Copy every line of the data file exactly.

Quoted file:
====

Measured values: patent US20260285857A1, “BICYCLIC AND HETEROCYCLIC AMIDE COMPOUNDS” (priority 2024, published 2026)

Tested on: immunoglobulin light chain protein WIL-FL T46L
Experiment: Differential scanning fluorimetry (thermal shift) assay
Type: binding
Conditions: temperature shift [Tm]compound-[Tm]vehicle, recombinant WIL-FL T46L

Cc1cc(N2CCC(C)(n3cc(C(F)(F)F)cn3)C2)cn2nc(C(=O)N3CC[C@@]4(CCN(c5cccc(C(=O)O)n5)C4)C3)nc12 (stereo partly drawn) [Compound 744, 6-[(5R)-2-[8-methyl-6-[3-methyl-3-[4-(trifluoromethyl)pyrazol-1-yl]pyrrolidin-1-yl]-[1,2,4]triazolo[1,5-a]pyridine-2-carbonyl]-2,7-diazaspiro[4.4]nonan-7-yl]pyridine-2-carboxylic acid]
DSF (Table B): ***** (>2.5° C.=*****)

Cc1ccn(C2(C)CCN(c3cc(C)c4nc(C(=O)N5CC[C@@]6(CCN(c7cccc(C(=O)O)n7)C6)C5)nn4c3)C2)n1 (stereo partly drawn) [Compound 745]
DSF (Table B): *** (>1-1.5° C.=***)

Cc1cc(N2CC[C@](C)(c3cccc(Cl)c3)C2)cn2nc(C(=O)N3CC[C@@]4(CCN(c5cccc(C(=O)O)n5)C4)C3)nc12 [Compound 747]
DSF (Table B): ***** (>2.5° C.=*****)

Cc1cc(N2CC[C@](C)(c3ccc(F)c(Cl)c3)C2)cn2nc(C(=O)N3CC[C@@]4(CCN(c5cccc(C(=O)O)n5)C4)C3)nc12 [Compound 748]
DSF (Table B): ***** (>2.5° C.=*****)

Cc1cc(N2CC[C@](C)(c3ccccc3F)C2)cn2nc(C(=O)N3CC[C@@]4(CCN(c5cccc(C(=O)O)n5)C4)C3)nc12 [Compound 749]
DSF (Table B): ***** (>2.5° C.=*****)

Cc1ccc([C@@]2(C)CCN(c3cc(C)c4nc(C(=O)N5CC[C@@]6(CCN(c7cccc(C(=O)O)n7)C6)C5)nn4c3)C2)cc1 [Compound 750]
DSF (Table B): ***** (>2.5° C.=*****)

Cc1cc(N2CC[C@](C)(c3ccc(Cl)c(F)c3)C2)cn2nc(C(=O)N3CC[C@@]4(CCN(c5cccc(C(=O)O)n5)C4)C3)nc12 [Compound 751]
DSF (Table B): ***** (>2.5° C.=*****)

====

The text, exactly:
Measured values: patent US20260285857A1, “BICYCLIC AND HETEROCYCLIC AMIDE COMPOUNDS” (priority 2024, published 2026)

Tested on: immunoglobulin light chain protein WIL-FL T46L
Experiment: Differential scanning fluorimetry (thermal shift) assay
Type: binding
Conditions: temperature shift [Tm]compound-[Tm]vehicle, recombinant WIL-FL T46L

Cc1cc(N2CCC(C)(n3cc(C(F)(F)F)cn3)C2)cn2nc(C(=O)N3CC[C@@]4(CCN(c5cccc(C(=O)O)n5)C4)C3)nc12 (stereo partly drawn) [Compound 744, 6-[(5R)-2-[8-methyl-6-[3-methyl-3-[4-(trifluoromethyl)pyrazol-1-yl]pyrrolidin-1-yl]-[1,2,4]triazolo[1,5-a]pyridine-2-carbonyl]-2,7-diazaspiro[4.4]nonan-7-yl]pyridine-2-carboxylic acid]
DSF (Table B): ***** (>2.5° C.=*****)

Cc1ccn(C2(C)CCN(c3cc(C)c4nc(C(=O)N5CC[C@@]6(CCN(c7cccc(C(=O)O)n7)C6)C5)nn4c3)C2)n1 (stereo partly drawn) [Compound 745]
DSF (Table B): *** (>1-1.5° C.=***)

Cc1cc(N2CC[C@](C)(c3cccc(Cl)c3)C2)cn2nc(C(=O)N3CC[C@@]4(CCN(c5cccc(C(=O)O)n5)C4)C3)nc12 [Compound 747]
DSF (Table B): ***** (>2.5° C.=*****)

Cc1cc(N2CC[C@](C)(c3ccc(F)c(Cl)c3)C2)cn2nc(C(=O)N3CC[C@@]4(CCN(c5cccc(C(=O)O)n5)C4)C3)nc12 [Compound 748]
DSF (Table B): ***** (>2.5° C.=*****)

Cc1cc(N2CC[C@](C)(c3ccccc3F)C2)cn2nc(C(=O)N3CC[C@@]4(CCN(c5cccc(C(=O)O)n5)C4)C3)nc12 [Compound 749]
DSF (Table B): ***** (>2.5° C.=*****)

Cc1ccc([C@@]2(C)CCN(c3cc(C)c4nc(C(=O)N5CC[C@@]6(CCN(c7cccc(C(=O)O)n7)C6)C5)nn4c3)C2)cc1 [Compound 750]
DSF (Table B): ***** (>2.5° C.=*****)

Cc1cc(N2CC[C@](C)(c3ccc(Cl)c(F)c3)C2)cn2nc(C(=O)N3CC[C@@]4(CCN(c5cccc(C(=O)O)n5)C4)C3)nc12 [Compound 751]
DSF (Table B): ***** (>2.5° C.=*****)